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Brett H

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Everything posted by Brett H

  1. I saw this gull today on the coast in Rye, New Hampshire. The smudgy area over the eye, amount of white on the breast, and chocolate-and-white rather than tan-and-white upper parts have me thinking juvenile lesser black-backed over herring gull. I appreciate your thoughts!! - Brett
  2. Wow, thanks for the input!!! That’s exciting.
  3. Hey everyone, I found the pictured flycatcher along the coast in Rye, New Hampshire today (9/5/2021). Given the large, almost completely orange bill, I wonder if this is an Acadian flycatcher instead of the more common willow/alder. The Acadian doesn’t normally occur in New Hampshire, but I know a couple have been seen this summer in the general area. Your thoughts would be appreciated! - Brett
  4. YES! There were gadwall in the area. I just listened to their calls online and I think you nailed the ID. I've never heard gadwall make any noise before, so I had never heard that sound. Thanks for the help!
  5. There are red-winged blackbirds in the recording, but I'm pretty sure they aren't making those short grunt sounds. They almost sound like woodcock "peents," only softer.
  6. Hello all, I heard a bird make several soft grunting sounds today from an expansive saltmarsh in Parker River National Wildlife Refuge in coastal Massachusetts. You can hear the sounds at the :02, :06, and :16 marks in the attached file. The sounds are faint, but I’m hoping somebody out there will be able to tell me who made them! Thanks for trying! Unknown.m4a
  7. I saw the pictured male surf scoter on 2/15 in Kittery, Maine. It doesn't have the usual white on the forehead. I know juveniles don't have that white spot, but they also don't have the white spot on the neck (this one does). Has anyone seen an adult male surf scoter without the white patch on the forehead? Is this very unusual? Thanks!
  8. Just discovered one more photo. The bird was hiding in front of a mallard and I didn't notice it until now. It's definitely a lot smaller than the mallard, so teal makes sense.
  9. Thanks Tony. Good info. Yellow-billed teal is interesting... this bird certainly does look like one of those. I'll put something crazy up on eBird and see what happens! I don't have any experience with looking for and IDing hybrid ducks. This is making me realize that duck ID isn't always cut and dry.
  10. Thanks guys! I considered green-winged teal, but yeah, that yellow-ish bill is throwing me off.
  11. I saw this duck in a small salt pan at Odiorne Point State Park in Rye, NH on 11/14/2020. It was with a northern pintail. The yellowish bill is throwing me off. The white borders on the speculum say mallard, but I think this duck is too dark overall. Thanks for the help!!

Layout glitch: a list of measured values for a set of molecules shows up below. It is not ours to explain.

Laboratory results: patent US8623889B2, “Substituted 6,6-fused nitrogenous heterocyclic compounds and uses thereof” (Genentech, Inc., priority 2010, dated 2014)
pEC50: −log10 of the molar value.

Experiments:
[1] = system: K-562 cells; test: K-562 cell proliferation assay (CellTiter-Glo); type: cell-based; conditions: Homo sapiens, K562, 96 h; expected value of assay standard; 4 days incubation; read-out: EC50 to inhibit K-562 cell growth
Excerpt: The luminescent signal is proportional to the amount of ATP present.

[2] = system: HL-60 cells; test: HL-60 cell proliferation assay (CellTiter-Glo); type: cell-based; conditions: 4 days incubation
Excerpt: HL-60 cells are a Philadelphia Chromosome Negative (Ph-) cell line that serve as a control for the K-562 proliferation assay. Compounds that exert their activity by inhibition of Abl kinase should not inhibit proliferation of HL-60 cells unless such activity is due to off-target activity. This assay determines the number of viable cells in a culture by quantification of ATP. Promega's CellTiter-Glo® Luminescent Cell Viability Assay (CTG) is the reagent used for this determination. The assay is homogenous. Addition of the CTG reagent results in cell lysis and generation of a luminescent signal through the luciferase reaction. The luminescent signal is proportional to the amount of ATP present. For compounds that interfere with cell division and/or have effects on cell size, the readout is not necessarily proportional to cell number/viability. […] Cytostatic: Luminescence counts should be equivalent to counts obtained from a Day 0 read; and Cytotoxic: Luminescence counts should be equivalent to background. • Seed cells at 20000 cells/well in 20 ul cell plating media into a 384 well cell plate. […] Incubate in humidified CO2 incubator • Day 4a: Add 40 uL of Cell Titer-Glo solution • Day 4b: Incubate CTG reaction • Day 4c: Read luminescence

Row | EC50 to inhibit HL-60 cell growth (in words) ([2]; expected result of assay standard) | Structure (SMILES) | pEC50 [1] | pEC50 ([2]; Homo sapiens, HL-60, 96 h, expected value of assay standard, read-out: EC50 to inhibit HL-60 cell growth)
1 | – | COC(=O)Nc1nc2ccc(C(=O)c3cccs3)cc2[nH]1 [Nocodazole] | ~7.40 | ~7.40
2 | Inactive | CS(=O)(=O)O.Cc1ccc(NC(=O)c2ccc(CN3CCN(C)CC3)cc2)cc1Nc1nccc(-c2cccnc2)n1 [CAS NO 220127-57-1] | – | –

12. Thanks for weighing in! You're probably right... I though the bill was too long and narrow for a sanderling but now I'm not so sure.
  13. Hello everyone, I saw these birds among a flock of semipalmated plovers at Parker River National Wildlife Refuge in Massachusetts on 10/24/2020. My best guess is red phalarope which are relatively year for the location/season. I appreciate your thoughts on the ID! Thanks, Brett
  14. Can anyone tell from these poor pictures if I have a black-bellied or an American golden plover? Thanks for the help! Brett
  15. Hey guys, thanks for weighing in. I know it's hard to tell from the photo, but this bird was a hell of a lot bigger than a least sandpiper. I'm leaning toward pectoral. But it's a bird I've never seen before and I couldn't get a great look at it, so I'm hoping for some confirmation. Glad to hear you're on board with pectoral, @Connor Cochrane!
  16. Is there any chance this photo is not of a lesser yellowlegs? I saw it from a distance at Parker River National Wildlife Refuge in Newburyport, MA today. I apologize for the crappiness of the photo. It seemed too small to be a lesser yellowlegs and the sharp contract between the breast and belly made me wonder about pectoral sandpiper. Thanks! -Brett
  17. Awesome, thank you both! That's a lifer for me and a rarity where I live, even during migration (according to eBird). Thanks again!
  18. Hello all, I saw the bird in the attached photos foraging in a maple tree in Gilford, NH this afternoon (5/13). My best guess is orange-crowned warbler although it's not a species I'm familiar with. The yellow on this bird might be too bright. However, it has the thin, pointy bill and faint eyeline. In one of the photos, I believe I can make out an orange crown. Thanks for the help! Brett
  19. Thank you both for you input. @Jefferson Shank, genius idea of brightening the image! I hadn't thought to do that. I lean towards goldeneye over eider because I can't get past the slope of the forehead and shape of the bill. It's a strange combination of ducks of ducks to be deciding between. But I had already seen both species in the general area today, so I can deal with it. I was sort of hoping someone would suggest shelduck! Thanks again, Brett
  20. It moved a little bit, but not in a way that was helpful for IDing it! I attached another photo but I doubt it'll be of any help. I ruled out eider because of the head and bill shape, but the color pattern certainly makes it a possibility.
  21. I saw this duck about 200 feet off of the rocky coast of Fort Foster Park in Kittery, Maine today (2/29). The picture is horrible, but you can see a clean transition between a dark head/neck and light colored chest. The back also looks boldly patterned. The forehead is steeply sloped. The color pattern suggests common merganser but the head and bill shape are all wrong. I feel like I can rule out other ducks with similar color patterns (goldeneye, pintail, shoveler). I appreciate your input!
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